News Corp launches daily newspaper for iPad
News Corporation's Rupert Murdoch is extending his media empire once again - this time with a digital newspaper for the iPad called the Daily.
Mr Murdoch told an audience at the Guggenheim Museum in New York that he hoped it would be an "indispensable source of news" in the tablet era.
The Daily will cost 99 cents (60p) a week and will be sold exclusively via Apple's iTunes store.
The paper will initially only be available in the US.
News Corp has hired about 100 journalists to work on it.
The Daily will feature news articles, interactive graphics, HD videos and 360 degree photos designed to work with the iPad's touchscreen.
If you had to characterise the Daily then it is definitely the kind of iPad app which wants to impress - and impress everybody.
Sections include news - reports on Egypt and US snowstorms; gossip - an interview with Natalie Portman and piece on Rihanna; opinion and off-beat features, including a report on New York's doggy disco.
There's so much content it's easy to spend your entire time flicking through pictures and navigating, rather than reading the text of the stories.
The whizz-bang factor is definitely high, utilising much of the iPad's functionality. There are some excellent visual devices including 360-degree photo galleries, stylish videos embedded into pieces and a neat sudoku and crossword puzzle (which requires sign-up).
It can get fiddly though. It is not always clear when to tap or swipe for more content, and on some stories the only way to get to the related picture gallery is by turning the iPad horizontally - the repeated rotation can get a little tiring.
This is billed as a digital newspaper - but the style and layout of the content give it more the feel of a magazine.
It will add Twitter feeds into some articles and offer personalised content.
"Our target audience is the 15 million Americans expected to own iPads in the next year," said Mr Murdoch.
"In the tablet-era there is room for a fresh and robust new voice. New times demand new journalism," he said.
He promised that the Daily would combine the best of contemporary technology with "shoe leather reporting, good editing and a sceptical eye".
According to Eddy Cue, Apple's vice president of internet services, 200m news apps have been downloaded and there are 9,000 different news apps to choose from.Revenue share
It is believed that Apple will use the tie-up with News Corp to change the way it charges for subscriptions.
It means that any publisher offering content via the iPad will have to use Apple's payment method, known as in-app purchase, which in turn means Apple will get a share of the revenue made from any subscriptions.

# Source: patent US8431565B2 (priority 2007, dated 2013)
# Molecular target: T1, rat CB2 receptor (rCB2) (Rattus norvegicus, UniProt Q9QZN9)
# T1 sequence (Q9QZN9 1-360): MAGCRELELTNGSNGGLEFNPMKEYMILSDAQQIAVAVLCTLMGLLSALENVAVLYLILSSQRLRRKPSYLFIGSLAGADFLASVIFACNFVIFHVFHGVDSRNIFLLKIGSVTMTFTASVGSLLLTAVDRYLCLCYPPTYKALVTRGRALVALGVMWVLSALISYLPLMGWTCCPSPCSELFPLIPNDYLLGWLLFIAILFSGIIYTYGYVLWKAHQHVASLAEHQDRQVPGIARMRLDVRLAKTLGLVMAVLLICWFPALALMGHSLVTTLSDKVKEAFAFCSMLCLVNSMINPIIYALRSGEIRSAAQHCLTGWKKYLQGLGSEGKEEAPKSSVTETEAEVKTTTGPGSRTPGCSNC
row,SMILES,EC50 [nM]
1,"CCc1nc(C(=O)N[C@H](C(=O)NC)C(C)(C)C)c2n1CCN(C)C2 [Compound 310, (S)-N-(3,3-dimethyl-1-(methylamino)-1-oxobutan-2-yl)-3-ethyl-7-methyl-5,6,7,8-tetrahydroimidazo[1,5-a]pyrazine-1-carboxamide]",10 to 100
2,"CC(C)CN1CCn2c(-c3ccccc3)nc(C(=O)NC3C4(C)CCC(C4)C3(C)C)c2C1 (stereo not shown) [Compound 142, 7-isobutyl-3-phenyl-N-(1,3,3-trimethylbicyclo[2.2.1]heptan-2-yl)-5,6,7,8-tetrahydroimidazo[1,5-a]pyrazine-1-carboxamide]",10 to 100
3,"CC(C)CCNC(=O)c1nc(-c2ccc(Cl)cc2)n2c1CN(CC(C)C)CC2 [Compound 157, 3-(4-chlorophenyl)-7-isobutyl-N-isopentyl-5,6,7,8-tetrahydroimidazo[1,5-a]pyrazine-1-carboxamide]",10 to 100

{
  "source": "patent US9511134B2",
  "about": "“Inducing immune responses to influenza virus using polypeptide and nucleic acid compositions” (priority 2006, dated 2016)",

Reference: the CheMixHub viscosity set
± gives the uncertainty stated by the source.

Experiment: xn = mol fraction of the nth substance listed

"That is quite a big deal," said Adrian Drury, principal media analyst at research firm Ovum.
"The specific terms News Corp have negotiated are unknown, but every other publisher now faces paying 30% of their hard won application subscription revenue to Apple," he said.
It follows a tightening of the rules around e-book readers, which will also now be required to offer customers the ability to purchase books from within the app as well as from other sources.
News Corp's move onto the iPad reflects a wider industry appetite for selling device-specific exclusive content, Mr Drury said.
What sets the Daily apart is the fact that it has its own editorial staff.
"Others re-use content but the Daily has hired expensive US journalists and has its own editorial staff," he said.
"Its parent has deep pockets, and this is going to buy it time to build an audience and refine its model," he added.
Others who have already gone down the iPad route find it a difficult road, he said.
"Anecdotal evidence [suggests] that such publications have strong download sales when they first come to market, but when it comes to subscriptions, getting people to repeat buy, it gets really tough."
It also faces stiff competition from free apps such as Flipboard, which allows users to pick the websites they want to create a personalised magazine.
Mr Murdoch has made no secret of his desire to get consumers paying for news on the web.
The Wall Street Journal, The Times and The Sunday Times, all owned by Mr Murdoch, have introduced paywalls for their websites.
The Times has since revealed that it has seen a 87% drop in online readership.
In November, Virgin tycoon Sir Richard Branson launched his own iPad publication, called Project.
Unlike the Daily, it is a monthly magazine dedicated to style and culture. It costs £1.79.
Other paid-for newspaper apps for the iPad include Esquire, Glamour, GQ, the New Yorker, Vanity Fair and Wired.